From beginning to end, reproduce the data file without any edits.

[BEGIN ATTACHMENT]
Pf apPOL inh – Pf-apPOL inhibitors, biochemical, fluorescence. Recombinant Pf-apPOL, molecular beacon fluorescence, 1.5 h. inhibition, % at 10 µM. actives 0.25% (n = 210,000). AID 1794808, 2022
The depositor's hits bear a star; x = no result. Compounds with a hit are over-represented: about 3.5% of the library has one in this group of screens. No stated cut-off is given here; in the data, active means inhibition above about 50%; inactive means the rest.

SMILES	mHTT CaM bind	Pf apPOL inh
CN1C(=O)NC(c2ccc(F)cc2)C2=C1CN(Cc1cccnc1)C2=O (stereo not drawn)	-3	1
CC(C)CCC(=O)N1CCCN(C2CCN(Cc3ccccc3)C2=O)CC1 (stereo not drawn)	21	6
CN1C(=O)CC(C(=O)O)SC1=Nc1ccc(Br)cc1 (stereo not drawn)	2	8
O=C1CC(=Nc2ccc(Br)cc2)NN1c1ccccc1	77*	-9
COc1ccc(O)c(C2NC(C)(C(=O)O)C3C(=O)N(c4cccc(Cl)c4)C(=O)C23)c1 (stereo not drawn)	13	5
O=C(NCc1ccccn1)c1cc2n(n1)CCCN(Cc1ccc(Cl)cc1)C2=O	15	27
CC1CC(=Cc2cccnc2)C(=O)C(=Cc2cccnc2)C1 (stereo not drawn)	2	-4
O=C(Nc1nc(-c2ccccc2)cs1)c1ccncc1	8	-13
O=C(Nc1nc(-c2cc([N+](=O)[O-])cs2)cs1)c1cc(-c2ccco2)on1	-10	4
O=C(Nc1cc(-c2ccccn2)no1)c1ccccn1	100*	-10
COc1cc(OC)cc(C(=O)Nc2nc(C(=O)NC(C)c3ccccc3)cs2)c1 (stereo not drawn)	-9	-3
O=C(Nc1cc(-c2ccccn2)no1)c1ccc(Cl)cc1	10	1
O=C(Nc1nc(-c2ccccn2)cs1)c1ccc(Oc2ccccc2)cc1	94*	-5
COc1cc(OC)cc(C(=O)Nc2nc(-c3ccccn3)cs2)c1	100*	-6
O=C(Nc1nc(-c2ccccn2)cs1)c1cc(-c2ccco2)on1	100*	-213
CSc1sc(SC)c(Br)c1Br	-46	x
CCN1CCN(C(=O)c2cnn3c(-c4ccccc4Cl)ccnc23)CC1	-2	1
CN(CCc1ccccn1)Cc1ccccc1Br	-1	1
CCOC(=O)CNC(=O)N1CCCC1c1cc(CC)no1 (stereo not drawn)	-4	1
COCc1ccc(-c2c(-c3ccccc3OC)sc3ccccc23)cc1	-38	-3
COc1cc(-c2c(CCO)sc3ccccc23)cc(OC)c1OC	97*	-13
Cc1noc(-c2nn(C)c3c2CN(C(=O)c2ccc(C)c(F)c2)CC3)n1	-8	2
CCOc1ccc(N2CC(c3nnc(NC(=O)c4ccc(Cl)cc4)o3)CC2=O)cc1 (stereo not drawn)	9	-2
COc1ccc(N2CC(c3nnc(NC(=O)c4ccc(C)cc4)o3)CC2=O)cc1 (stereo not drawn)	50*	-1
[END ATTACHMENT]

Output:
Pf apPOL inh – Pf-apPOL inhibitors, biochemical, fluorescence. Recombinant Pf-apPOL, molecular beacon fluorescence, 1.5 h. inhibition, % at 10 µM. actives 0.25% (n = 210,000). AID 1794808, 2022
The depositor's hits bear a star; x = no result. Compounds with a hit are over-represented: about 3.5% of the library has one in this group of screens. No stated cut-off is given here; in the data, active means inhibition above about 50%; inactive means the rest.

SMILES	mHTT CaM bind	Pf apPOL inh
CN1C(=O)NC(c2ccc(F)cc2)C2=C1CN(Cc1cccnc1)C2=O (stereo not drawn)	-3	1
CC(C)CCC(=O)N1CCCN(C2CCN(Cc3ccccc3)C2=O)CC1 (stereo not drawn)	21	6
CN1C(=O)CC(C(=O)O)SC1=Nc1ccc(Br)cc1 (stereo not drawn)	2	8
O=C1CC(=Nc2ccc(Br)cc2)NN1c1ccccc1	77*	-9
COc1ccc(O)c(C2NC(C)(C(=O)O)C3C(=O)N(c4cccc(Cl)c4)C(=O)C23)c1 (stereo not drawn)	13	5
O=C(NCc1ccccn1)c1cc2n(n1)CCCN(Cc1ccc(Cl)cc1)C2=O	15	27
CC1CC(=Cc2cccnc2)C(=O)C(=Cc2cccnc2)C1 (stereo not drawn)	2	-4
O=C(Nc1nc(-c2ccccc2)cs1)c1ccncc1	8	-13
O=C(Nc1nc(-c2cc([N+](=O)[O-])cs2)cs1)c1cc(-c2ccco2)on1	-10	4
O=C(Nc1cc(-c2ccccn2)no1)c1ccccn1	100*	-10
COc1cc(OC)cc(C(=O)Nc2nc(C(=O)NC(C)c3ccccc3)cs2)c1 (stereo not drawn)	-9	-3
O=C(Nc1cc(-c2ccccn2)no1)c1ccc(Cl)cc1	10	1
O=C(Nc1nc(-c2ccccn2)cs1)c1ccc(Oc2ccccc2)cc1	94*	-5
COc1cc(OC)cc(C(=O)Nc2nc(-c3ccccn3)cs2)c1	100*	-6
O=C(Nc1nc(-c2ccccn2)cs1)c1cc(-c2ccco2)on1	100*	-213
CSc1sc(SC)c(Br)c1Br	-46	x
CCN1CCN(C(=O)c2cnn3c(-c4ccccc4Cl)ccnc23)CC1	-2	1
CN(CCc1ccccn1)Cc1ccccc1Br	-1	1
CCOC(=O)CNC(=O)N1CCCC1c1cc(CC)no1 (stereo not drawn)	-4	1
COCc1ccc(-c2c(-c3ccccc3OC)sc3ccccc23)cc1	-38	-3
COc1cc(-c2c(CCO)sc3ccccc23)cc(OC)c1OC	97*	-13
Cc1noc(-c2nn(C)c3c2CN(C(=O)c2ccc(C)c(F)c2)CC3)n1	-8	2
CCOc1ccc(N2CC(c3nnc(NC(=O)c4ccc(Cl)cc4)o3)CC2=O)cc1 (stereo not drawn)	9	-2
COc1ccc(N2CC(c3nnc(NC(=O)c4ccc(C)cc4)o3)CC2=O)cc1 (stereo not drawn)	50*	-1